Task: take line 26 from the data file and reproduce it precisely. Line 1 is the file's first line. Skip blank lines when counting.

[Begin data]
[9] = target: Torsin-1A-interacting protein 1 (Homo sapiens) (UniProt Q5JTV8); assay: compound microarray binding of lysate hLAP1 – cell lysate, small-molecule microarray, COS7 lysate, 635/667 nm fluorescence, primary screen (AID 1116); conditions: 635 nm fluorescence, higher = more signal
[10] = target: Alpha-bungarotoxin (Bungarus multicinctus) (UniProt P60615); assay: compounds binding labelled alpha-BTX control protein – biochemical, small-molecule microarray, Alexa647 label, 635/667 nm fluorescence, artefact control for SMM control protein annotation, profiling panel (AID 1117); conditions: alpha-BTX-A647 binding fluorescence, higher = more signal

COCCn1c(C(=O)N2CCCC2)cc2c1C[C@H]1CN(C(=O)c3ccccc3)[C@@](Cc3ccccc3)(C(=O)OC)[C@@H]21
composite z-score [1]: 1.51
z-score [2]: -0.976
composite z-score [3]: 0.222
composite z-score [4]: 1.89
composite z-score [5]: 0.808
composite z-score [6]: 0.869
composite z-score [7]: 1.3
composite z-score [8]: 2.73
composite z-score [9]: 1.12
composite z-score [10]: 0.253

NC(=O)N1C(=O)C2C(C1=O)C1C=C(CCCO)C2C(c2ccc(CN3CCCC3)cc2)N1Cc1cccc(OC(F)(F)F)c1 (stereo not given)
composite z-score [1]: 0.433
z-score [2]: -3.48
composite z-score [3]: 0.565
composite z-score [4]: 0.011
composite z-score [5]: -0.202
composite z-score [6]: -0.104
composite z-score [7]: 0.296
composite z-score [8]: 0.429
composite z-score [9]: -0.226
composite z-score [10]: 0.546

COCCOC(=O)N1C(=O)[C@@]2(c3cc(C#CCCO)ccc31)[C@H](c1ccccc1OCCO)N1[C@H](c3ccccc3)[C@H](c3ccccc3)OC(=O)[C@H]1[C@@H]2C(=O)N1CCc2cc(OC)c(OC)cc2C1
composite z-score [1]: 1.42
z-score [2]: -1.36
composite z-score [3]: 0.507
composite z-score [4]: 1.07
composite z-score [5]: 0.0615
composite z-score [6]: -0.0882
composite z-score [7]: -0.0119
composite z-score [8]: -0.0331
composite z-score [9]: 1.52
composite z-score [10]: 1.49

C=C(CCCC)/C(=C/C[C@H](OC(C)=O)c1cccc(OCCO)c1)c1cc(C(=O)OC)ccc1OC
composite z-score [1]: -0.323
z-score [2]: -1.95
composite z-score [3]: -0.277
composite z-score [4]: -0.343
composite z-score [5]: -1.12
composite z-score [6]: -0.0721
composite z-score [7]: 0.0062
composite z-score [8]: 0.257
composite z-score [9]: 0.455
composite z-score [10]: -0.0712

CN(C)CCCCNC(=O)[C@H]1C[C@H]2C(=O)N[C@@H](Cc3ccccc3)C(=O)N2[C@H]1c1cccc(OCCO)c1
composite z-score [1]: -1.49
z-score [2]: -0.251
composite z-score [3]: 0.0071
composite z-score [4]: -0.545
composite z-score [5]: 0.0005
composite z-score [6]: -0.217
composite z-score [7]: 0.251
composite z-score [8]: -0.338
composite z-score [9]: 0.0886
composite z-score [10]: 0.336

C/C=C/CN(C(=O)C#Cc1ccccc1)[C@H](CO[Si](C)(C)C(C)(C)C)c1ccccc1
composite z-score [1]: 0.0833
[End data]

composite z-score [1]: 1.42